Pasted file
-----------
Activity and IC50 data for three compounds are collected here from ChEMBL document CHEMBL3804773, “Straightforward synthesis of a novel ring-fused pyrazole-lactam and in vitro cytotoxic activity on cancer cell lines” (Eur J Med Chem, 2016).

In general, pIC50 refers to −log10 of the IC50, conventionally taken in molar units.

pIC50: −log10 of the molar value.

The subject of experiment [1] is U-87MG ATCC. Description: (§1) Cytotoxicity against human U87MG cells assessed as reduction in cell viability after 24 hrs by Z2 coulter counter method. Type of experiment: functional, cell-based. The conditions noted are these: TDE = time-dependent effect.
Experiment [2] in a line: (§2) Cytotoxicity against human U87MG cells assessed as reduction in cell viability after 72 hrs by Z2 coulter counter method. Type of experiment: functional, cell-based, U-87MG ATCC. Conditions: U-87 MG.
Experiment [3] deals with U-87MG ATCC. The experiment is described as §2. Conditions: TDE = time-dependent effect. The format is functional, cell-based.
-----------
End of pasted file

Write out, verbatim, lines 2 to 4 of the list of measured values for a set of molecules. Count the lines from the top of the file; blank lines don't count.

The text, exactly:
In general, pIC50 refers to −log10 of the IC50, conventionally taken in molar units.

pIC50: −log10 of the molar value.

The subject of experiment [1] is U-87MG ATCC. Description: (§1) Cytotoxicity against human U87MG cells assessed as reduction in cell viability after 24 hrs by Z2 coulter counter method. Type of experiment: functional, cell-based. The conditions noted are these: TDE = time-dependent effect.